There is nothing fun about plunging into freezing cold ice water during a cold Melbourne winter. However, each year, bold celebrities participate in the annual ‘Big Freeze’ at the Melbourne Cricket Ground before the Melbourne vs Collingwood AFL clash on the Queen’s Birthday weekend.
The event, run by FightMND is designed to raise funds for research into Motor Neurone Disease, similar to the ALS Ice Bucket Challenge which had everyone, everywhere dumping chilly water over their heads.
Since its founding in 2014 by former AFL player Neale Daniher, FightMND has committed over $48 million in research to help find a cure for the disease. Over $800, 000 of that has been awarded to clinical stage biotechnology company PharmAust (ASX: PAA) and collaborators Calvary Healthcare and Macquarie University to further their research.
Today, PharmAust has announced the receipt of ethics approval from Monash Health Human Research Ethics Committee, giving them the green light to go ahead with their planned phase 1 clinical trial in humans.
The trial will assess monepantel (MPL) as a treatment for amyotrophic lateral sclerosis (ALS) and motor neurone disease (MND).
ALS/ MND are a group of diseases that affect nerve cells that control essential bodily functions,including movement and breathing. The rare, and fatal disease has devastating effects and burdens on patients and their families, with life expectancy after diagnosis averaging only 27 months. There are an estimated 140,000 new diagnoses of ALS/MND worldwide each year, compounding the need for better treatments to prolong life and improve quality of life.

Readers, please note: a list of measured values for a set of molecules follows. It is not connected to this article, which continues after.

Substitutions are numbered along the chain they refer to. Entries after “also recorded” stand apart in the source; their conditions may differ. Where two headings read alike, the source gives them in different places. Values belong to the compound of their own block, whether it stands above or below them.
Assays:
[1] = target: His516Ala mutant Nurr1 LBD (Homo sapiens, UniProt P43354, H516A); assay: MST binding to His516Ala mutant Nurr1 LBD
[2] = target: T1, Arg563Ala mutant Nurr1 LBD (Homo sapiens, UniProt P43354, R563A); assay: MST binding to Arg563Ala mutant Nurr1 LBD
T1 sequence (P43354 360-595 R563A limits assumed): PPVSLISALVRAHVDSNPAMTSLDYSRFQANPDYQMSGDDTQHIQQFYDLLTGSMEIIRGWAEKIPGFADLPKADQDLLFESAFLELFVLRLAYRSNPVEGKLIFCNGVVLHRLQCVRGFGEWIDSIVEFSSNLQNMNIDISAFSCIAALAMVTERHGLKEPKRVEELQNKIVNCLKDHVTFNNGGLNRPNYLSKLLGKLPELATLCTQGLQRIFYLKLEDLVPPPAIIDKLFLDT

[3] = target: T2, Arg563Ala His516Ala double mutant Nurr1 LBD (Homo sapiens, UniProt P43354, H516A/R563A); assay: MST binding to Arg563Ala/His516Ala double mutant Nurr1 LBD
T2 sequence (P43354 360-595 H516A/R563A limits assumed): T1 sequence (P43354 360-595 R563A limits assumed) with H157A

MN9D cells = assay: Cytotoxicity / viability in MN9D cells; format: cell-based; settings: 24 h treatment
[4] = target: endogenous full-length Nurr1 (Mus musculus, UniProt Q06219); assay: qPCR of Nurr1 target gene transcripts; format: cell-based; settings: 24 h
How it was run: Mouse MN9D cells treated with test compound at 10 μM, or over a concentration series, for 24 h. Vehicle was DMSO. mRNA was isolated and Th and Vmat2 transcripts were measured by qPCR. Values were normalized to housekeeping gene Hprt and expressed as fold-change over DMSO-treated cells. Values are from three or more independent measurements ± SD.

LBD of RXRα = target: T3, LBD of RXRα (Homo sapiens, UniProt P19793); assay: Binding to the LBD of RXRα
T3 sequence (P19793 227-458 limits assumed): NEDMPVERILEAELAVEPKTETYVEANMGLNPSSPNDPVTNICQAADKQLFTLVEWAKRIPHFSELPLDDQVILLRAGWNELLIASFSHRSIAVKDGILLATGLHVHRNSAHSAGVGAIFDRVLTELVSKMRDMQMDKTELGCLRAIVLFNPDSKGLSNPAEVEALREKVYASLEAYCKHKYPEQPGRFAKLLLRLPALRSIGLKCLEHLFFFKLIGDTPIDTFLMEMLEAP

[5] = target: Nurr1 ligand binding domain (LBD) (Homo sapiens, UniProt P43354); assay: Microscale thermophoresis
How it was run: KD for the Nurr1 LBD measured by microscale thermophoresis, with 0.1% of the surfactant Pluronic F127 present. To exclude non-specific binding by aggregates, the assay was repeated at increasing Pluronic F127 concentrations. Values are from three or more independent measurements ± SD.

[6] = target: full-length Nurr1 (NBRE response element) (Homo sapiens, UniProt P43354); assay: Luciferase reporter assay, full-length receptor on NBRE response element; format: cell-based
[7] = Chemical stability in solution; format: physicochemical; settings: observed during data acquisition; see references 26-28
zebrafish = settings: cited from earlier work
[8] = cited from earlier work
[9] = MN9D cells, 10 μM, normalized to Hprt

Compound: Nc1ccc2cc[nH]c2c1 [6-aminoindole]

PharmAust’s trial will be conducted in collaboration with principal investigators Dr Susan Mathers of Calvary HealthCare Bethlehem and Professor Dominic Rowe of Macquarie University to determine the efficacy and safety of MPL.
Commencing later this year, 12 people living with MND will take bespoke MPL tablets according to a conventional dose-escalation design, with each level of dose escalation lasting 28 days.
Preclinical data has shown that MPL has the potential to activate molecular pathways relevant to MND treatment. The compound could possibly reduce the rate of degeneration and loss of motor neurons in brainstem, effectively decelerating disease progression. The trial can be extended to Phase 2 if appropriate.
PharmAust expects that MPL will receive orphan drug designation by the FDA for treatment of MND. Certain drugs can be granted this for the treatment of rare diseases. Orphan drug status also includes financial and supportive benefits to fast track drug research and development .
Chief Scientific Officer at PharmAust, Dr. Richard Mollard said: “PharmAust is privileged and delighted to be working with Dr Mathers, Professor Rowe, FightMND, Monash Health and Macquarie University with the common aim of finding positive outcomes for people living with ALS/MND. PharmAust is especially thankful to FightMND and all its supporters who make this type of work possible.”
With these promising developments, it seems that sliding into an ice cold water bath every Melbourne winter actually does more good than you’d think.
For more information on getting involved in the Big Freeze and raising funds for much needed research, head to FightMND’s website here.
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